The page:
* * *
And on the seventh day, a god was benched.
"I don't know why Jack didn't play. I really don't know," said Rachel Robinson, the great man's wife, who was in attendance at Sunday's 50th anniversary celebration. "That was 50 years ago, buddy." ...
Alston, who had his problems dealing with the sometimes-explosive Robinson, had considered benching him even before the World Series started. This after an injury-riddled season during which Robinson slumped to .256 with eight homers, 35 RBIs and 12 steals in 105 games, all either matching or setting low-water marks for his 10-year career.
Even so, Leo Durocher, Robinson's former manager, said Alston would be making a big mistake if he didn't start Robinson.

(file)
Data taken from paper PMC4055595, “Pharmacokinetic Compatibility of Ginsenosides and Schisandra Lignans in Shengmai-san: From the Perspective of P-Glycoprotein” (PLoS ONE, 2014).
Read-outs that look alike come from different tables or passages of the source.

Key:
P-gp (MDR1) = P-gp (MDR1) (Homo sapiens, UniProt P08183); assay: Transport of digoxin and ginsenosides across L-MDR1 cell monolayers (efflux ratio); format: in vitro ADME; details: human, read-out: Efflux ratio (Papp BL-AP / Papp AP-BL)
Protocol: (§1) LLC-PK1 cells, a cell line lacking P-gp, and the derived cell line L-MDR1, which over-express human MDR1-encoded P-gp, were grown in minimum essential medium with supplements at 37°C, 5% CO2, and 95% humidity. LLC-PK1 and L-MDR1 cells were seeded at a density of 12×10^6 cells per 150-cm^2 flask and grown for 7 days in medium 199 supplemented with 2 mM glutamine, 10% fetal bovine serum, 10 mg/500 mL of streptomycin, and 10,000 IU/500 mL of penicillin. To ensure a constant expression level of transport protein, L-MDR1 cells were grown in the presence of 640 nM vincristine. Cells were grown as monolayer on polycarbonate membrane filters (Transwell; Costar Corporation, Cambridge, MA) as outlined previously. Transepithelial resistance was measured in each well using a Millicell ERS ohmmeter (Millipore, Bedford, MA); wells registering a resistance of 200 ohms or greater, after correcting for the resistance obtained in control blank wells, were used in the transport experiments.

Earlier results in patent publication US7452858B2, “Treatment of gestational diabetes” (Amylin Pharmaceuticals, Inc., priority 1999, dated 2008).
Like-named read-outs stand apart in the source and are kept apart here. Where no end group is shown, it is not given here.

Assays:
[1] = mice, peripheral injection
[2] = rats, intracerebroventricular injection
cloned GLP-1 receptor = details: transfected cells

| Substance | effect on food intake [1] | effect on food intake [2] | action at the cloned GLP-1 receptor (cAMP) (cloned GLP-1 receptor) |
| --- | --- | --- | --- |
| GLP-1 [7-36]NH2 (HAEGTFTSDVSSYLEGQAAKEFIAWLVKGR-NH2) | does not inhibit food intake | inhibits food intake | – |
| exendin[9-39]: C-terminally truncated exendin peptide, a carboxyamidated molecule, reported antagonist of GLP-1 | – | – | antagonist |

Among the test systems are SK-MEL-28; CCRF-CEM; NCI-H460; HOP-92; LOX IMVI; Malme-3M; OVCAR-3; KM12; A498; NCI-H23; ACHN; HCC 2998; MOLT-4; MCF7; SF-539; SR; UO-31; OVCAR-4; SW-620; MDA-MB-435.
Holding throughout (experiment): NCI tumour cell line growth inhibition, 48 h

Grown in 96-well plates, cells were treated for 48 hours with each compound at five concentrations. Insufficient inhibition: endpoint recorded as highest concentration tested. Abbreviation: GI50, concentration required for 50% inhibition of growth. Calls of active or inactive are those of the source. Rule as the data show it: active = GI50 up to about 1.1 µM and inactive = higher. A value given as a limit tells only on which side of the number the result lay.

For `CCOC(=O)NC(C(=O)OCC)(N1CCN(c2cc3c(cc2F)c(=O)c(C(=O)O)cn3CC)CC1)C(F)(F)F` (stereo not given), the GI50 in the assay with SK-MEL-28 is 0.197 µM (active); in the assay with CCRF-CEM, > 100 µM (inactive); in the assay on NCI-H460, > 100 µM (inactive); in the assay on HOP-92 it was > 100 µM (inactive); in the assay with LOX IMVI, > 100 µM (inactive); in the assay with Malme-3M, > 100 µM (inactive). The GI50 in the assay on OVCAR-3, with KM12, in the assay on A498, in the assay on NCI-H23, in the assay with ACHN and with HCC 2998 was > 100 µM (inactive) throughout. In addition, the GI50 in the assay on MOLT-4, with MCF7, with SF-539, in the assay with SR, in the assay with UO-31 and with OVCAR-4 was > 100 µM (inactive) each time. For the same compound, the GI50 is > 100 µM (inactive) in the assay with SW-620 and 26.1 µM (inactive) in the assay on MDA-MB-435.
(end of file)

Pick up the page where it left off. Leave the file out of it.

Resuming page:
"The Dodgers are not yet ready to win without him, no matter what the calendar says," (Robinson biographer Arnold) Rampersad quotes Durocher as saying at the time. "Keeping the amazing leadership that is Robinson's on the shelf would be like pinch-hitting for (Babe) Ruth in the clutch."
But it happened. Robinson was 4 for 22 with a double, triple and two walks in the first six games of the '55 Series, and Alston replaced him with 27-year-old Don Hoak, who had walked in his only Series appearance to that point. Hoak went 1 for 3 with another walk, while Robinson never got off the bench until the final celebration.
In 1956, the finale of Robinson's career, he hit .275 in the regular season (107 OPS+) and then went 6 for 24 with a home run and five walks in the 1956 World Series.
Alston managed for 23 seasons and finished with a winning percentage of .525 or better in 19 of them. He was 20-20 in World Series games, winning four Series out of seven.